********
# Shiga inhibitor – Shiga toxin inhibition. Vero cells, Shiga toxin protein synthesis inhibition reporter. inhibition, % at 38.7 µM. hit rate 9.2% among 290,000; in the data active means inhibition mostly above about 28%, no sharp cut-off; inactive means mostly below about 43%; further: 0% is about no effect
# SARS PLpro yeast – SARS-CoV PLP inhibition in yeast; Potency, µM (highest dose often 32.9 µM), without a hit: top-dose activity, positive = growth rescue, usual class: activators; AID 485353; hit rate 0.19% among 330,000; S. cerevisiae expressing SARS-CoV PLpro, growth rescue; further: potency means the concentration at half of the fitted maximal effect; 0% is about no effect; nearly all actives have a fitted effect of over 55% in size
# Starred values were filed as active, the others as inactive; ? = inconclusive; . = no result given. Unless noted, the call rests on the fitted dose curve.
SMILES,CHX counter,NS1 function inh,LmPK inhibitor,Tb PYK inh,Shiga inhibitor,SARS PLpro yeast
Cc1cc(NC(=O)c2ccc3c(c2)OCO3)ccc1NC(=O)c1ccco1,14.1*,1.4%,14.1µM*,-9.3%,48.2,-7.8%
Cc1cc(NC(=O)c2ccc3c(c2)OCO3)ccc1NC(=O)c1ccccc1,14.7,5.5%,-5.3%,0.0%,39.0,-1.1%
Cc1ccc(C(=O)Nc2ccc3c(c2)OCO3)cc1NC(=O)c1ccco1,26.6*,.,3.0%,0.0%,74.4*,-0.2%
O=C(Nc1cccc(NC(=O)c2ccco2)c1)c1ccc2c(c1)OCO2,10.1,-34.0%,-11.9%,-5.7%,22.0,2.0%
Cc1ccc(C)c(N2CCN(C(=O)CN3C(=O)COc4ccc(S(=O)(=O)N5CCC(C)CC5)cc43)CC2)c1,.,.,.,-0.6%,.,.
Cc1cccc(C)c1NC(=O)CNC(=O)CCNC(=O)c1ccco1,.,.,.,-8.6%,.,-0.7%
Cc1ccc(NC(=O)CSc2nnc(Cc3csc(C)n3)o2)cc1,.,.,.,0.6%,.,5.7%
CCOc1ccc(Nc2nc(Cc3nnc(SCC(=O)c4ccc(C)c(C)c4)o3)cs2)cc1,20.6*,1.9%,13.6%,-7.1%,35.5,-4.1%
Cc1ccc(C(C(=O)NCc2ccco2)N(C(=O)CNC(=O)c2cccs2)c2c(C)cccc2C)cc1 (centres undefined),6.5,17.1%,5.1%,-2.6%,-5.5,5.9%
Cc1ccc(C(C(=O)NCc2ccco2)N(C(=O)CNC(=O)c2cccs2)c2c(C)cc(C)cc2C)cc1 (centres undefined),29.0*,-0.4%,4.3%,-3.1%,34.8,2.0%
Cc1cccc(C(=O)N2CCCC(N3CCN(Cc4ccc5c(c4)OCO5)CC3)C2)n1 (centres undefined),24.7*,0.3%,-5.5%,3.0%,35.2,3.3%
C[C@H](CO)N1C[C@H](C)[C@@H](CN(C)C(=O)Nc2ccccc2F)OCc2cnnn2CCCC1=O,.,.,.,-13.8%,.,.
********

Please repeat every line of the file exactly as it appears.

# Shiga inhibitor – Shiga toxin inhibition. Vero cells, Shiga toxin protein synthesis inhibition reporter. inhibition, % at 38.7 µM. hit rate 9.2% among 290,000; in the data active means inhibition mostly above about 28%, no sharp cut-off; inactive means mostly below about 43%; further: 0% is about no effect
# SARS PLpro yeast – SARS-CoV PLP inhibition in yeast; Potency, µM (highest dose often 32.9 µM), without a hit: top-dose activity, positive = growth rescue, usual class: activators; AID 485353; hit rate 0.19% among 330,000; S. cerevisiae expressing SARS-CoV PLpro, growth rescue; further: potency means the concentration at half of the fitted maximal effect; 0% is about no effect; nearly all actives have a fitted effect of over 55% in size
# Starred values were filed as active, the others as inactive; ? = inconclusive; . = no result given. Unless noted, the call rests on the fitted dose curve.
SMILES,CHX counter,NS1 function inh,LmPK inhibitor,Tb PYK inh,Shiga inhibitor,SARS PLpro yeast
Cc1cc(NC(=O)c2ccc3c(c2)OCO3)ccc1NC(=O)c1ccco1,14.1*,1.4%,14.1µM*,-9.3%,48.2,-7.8%
Cc1cc(NC(=O)c2ccc3c(c2)OCO3)ccc1NC(=O)c1ccccc1,14.7,5.5%,-5.3%,0.0%,39.0,-1.1%
Cc1ccc(C(=O)Nc2ccc3c(c2)OCO3)cc1NC(=O)c1ccco1,26.6*,.,3.0%,0.0%,74.4*,-0.2%
O=C(Nc1cccc(NC(=O)c2ccco2)c1)c1ccc2c(c1)OCO2,10.1,-34.0%,-11.9%,-5.7%,22.0,2.0%
Cc1ccc(C)c(N2CCN(C(=O)CN3C(=O)COc4ccc(S(=O)(=O)N5CCC(C)CC5)cc43)CC2)c1,.,.,.,-0.6%,.,.
Cc1cccc(C)c1NC(=O)CNC(=O)CCNC(=O)c1ccco1,.,.,.,-8.6%,.,-0.7%
Cc1ccc(NC(=O)CSc2nnc(Cc3csc(C)n3)o2)cc1,.,.,.,0.6%,.,5.7%
CCOc1ccc(Nc2nc(Cc3nnc(SCC(=O)c4ccc(C)c(C)c4)o3)cs2)cc1,20.6*,1.9%,13.6%,-7.1%,35.5,-4.1%
Cc1ccc(C(C(=O)NCc2ccco2)N(C(=O)CNC(=O)c2cccs2)c2c(C)cccc2C)cc1 (centres undefined),6.5,17.1%,5.1%,-2.6%,-5.5,5.9%
Cc1ccc(C(C(=O)NCc2ccco2)N(C(=O)CNC(=O)c2cccs2)c2c(C)cc(C)cc2C)cc1 (centres undefined),29.0*,-0.4%,4.3%,-3.1%,34.8,2.0%
Cc1cccc(C(=O)N2CCCC(N3CCN(Cc4ccc5c(c4)OCO5)CC3)C2)n1 (centres undefined),24.7*,0.3%,-5.5%,3.0%,35.2,3.3%
C[C@H](CO)N1C[C@H](C)[C@@H](CN(C)C(=O)Nc2ccccc2F)OCc2cnnn2CCCC1=O,.,.,.,-13.8%,.,.